Protected: The Incident in Which My Middle Finger Meets The Vice President of the United States

This content is password protected. To view it please enter your password below:

But where’s the butter?

“Hon, where’s the butter?”—a cartoon on our fridge.

A cartoon hung on our fridge for a couple of years. Its caption became a humorous private code, let’s call it The Code, between my wife and me. The Code is about assumptions, although, as with most frequently revisited negotiations, however small in the wider tapestry of life, a richness to it has developed over time.

honey wheres the butter
(click to enlarge)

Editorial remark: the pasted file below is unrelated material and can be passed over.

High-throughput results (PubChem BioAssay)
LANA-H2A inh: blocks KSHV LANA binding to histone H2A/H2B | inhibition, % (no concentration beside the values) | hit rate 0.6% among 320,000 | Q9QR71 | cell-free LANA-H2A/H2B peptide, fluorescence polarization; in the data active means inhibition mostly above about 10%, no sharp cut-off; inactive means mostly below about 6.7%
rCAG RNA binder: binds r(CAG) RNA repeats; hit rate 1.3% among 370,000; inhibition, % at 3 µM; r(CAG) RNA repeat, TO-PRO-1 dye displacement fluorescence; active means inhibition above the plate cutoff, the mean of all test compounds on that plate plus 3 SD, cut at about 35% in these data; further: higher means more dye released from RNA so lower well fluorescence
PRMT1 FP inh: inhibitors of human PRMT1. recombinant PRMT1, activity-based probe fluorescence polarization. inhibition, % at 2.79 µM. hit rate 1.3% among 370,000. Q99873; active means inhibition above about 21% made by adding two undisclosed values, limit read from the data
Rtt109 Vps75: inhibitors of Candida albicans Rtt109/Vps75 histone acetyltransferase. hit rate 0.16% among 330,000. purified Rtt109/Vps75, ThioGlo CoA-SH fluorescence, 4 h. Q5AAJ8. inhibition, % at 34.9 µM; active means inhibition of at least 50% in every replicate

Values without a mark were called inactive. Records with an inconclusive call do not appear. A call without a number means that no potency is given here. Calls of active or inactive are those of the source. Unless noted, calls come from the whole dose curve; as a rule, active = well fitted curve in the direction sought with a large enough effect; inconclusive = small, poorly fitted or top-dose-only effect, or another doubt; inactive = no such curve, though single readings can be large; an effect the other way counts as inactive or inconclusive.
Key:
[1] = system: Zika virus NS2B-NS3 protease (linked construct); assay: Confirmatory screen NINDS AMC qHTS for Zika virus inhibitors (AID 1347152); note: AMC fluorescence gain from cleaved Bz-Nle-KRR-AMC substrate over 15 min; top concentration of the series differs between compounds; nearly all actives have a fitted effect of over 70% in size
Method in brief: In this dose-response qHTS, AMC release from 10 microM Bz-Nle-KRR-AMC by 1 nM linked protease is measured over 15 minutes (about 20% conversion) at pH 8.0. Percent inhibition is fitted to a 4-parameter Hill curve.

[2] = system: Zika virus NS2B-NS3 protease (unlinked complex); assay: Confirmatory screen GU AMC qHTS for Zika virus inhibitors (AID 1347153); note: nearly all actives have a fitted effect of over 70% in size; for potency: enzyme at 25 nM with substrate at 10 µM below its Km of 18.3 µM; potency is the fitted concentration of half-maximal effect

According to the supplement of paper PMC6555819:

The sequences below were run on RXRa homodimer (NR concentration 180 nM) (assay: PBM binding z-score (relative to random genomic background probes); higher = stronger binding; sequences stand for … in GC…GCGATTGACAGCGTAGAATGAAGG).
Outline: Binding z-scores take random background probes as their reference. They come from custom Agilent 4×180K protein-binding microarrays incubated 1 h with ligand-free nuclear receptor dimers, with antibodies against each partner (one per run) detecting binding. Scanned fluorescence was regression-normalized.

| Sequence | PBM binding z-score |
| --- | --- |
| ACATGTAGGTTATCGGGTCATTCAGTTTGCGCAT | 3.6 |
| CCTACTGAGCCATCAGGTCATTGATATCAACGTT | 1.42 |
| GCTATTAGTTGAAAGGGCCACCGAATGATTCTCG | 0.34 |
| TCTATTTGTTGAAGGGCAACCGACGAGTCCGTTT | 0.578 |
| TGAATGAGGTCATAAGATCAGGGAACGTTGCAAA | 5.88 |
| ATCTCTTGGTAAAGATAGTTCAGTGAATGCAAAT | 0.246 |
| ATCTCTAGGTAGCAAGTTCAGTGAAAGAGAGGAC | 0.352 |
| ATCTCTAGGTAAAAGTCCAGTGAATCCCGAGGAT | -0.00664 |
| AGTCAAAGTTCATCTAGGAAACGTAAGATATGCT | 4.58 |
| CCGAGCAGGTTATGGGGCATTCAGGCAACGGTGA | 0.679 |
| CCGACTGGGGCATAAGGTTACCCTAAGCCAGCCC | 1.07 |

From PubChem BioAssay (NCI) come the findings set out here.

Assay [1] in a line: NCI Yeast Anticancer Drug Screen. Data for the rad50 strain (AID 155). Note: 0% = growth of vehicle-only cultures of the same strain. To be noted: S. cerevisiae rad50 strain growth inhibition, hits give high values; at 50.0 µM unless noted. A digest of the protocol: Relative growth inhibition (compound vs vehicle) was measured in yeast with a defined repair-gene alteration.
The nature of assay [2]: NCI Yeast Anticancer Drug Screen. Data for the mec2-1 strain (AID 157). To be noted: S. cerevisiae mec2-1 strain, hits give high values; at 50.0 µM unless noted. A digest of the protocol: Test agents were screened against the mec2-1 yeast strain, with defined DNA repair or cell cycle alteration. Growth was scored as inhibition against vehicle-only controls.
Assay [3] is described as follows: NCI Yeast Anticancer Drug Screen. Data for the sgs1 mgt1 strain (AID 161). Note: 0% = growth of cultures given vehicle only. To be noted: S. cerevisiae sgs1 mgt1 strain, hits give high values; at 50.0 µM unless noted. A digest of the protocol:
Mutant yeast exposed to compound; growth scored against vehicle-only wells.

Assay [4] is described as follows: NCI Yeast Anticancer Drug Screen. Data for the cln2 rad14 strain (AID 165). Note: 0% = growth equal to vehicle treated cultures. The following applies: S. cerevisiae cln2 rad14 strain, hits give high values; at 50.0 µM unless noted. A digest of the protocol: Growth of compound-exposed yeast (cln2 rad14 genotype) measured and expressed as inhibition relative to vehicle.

Several years ago, I was searching the house for something (I forget what). I am thorough, and, like all pack-rat tendencied people, I am intimately familiar with all my Usual Locations for this or that object, the particular hierarchy of locations depending on how I categorize the object. They may be varied, but they are specific. I’ve noticed people tend to not believe this of us, because, probably, they are not like that. This is mistaken. I had searched the Usual Locations for where this thing, whatever it was, would have been, had I been the last one to move it. Having exhausted all known possibilities, I finally asked if she knew where it was. The thought of inefficiently looking in random places did not appeal. She interpreted my question as an accusation. I don’t remember it that way. Yet, in light of modern research on the fallibility of our recollections, which apparently are not the recalling of information so much as gap-ridden reconstructions of it, I cannot now be sure. Our brains seem to have uncommunicative minds of their own. Or maybe we still haven’t learned, most of us, to listen very well.